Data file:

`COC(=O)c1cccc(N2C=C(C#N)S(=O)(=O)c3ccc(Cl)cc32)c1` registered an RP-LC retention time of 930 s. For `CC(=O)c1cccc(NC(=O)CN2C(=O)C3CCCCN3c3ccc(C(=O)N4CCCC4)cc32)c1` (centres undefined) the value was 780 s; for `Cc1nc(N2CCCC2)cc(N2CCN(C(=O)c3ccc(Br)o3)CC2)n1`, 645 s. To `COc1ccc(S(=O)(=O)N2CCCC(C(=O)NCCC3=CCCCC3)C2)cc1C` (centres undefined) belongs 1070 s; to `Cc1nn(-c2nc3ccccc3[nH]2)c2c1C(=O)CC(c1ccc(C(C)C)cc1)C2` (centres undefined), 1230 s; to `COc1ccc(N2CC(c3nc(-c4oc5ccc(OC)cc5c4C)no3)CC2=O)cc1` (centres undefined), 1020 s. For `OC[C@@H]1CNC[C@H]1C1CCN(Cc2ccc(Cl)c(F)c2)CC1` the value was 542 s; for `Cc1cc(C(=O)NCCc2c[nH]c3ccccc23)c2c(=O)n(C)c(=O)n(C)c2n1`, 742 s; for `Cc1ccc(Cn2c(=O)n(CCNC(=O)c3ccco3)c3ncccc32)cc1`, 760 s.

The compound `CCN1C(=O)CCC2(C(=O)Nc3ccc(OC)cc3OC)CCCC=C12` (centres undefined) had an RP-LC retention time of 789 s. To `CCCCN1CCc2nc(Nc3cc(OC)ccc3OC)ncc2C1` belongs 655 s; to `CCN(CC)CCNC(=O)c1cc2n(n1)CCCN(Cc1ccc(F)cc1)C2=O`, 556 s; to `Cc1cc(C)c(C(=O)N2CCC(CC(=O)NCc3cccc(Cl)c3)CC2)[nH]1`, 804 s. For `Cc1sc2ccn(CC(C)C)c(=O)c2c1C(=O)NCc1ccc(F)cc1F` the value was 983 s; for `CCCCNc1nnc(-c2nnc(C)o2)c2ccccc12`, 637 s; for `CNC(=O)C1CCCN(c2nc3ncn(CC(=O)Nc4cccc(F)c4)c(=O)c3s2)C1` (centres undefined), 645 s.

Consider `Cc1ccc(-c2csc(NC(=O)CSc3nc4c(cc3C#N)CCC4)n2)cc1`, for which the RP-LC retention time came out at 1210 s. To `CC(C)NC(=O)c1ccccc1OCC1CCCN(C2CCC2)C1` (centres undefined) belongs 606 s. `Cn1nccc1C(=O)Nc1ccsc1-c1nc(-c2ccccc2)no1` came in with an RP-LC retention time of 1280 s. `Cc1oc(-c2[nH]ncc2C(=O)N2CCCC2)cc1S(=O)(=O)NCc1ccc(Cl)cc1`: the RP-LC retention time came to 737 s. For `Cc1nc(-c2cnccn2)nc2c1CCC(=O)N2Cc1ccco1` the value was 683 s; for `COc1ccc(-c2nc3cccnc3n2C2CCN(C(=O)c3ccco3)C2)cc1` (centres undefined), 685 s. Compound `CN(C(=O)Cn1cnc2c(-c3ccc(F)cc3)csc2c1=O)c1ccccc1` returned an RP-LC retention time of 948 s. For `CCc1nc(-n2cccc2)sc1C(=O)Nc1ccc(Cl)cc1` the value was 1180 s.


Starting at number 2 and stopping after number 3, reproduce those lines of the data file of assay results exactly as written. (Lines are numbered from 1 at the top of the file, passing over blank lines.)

The compound `CCN1C(=O)CCC2(C(=O)Nc3ccc(OC)cc3OC)CCCC=C12` (centres undefined) had an RP-LC retention time of 789 s. To `CCCCN1CCc2nc(Nc3cc(OC)ccc3OC)ncc2C1` belongs 655 s; to `CCN(CC)CCNC(=O)c1cc2n(n1)CCCN(Cc1ccc(F)cc1)C2=O`, 556 s; to `Cc1cc(C)c(C(=O)N2CCC(CC(=O)NCc3cccc(Cl)c3)CC2)[nH]1`, 804 s. For `Cc1sc2ccn(CC(C)C)c(=O)c2c1C(=O)NCc1ccc(F)cc1F` the value was 983 s; for `CCCCNc1nnc(-c2nnc(C)o2)c2ccccc12`, 637 s; for `CNC(=O)C1CCCN(c2nc3ncn(CC(=O)Nc4cccc(F)c4)c(=O)c3s2)C1` (centres undefined), 645 s.

Consider `Cc1ccc(-c2csc(NC(=O)CSc3nc4c(cc3C#N)CCC4)n2)cc1`, for which the RP-LC retention time came out at 1210 s. To `CC(C)NC(=O)c1ccccc1OCC1CCCN(C2CCC2)C1` (centres undefined) belongs 606 s. `Cn1nccc1C(=O)Nc1ccsc1-c1nc(-c2ccccc2)no1` came in with an RP-LC retention time of 1280 s. `Cc1oc(-c2[nH]ncc2C(=O)N2CCCC2)cc1S(=O)(=O)NCc1ccc(Cl)cc1`: the RP-LC retention time came to 737 s. For `Cc1nc(-c2cnccn2)nc2c1CCC(=O)N2Cc1ccco1` the value was 683 s; for `COc1ccc(-c2nc3cccnc3n2C2CCN(C(=O)c3ccco3)C2)cc1` (centres undefined), 685 s. Compound `CN(C(=O)Cn1cnc2c(-c3ccc(F)cc3)csc2c1=O)c1ccccc1` returned an RP-LC retention time of 948 s. For `CCc1nc(-n2cccc2)sc1C(=O)Nc1ccc(Cl)cc1` the value was 1180 s.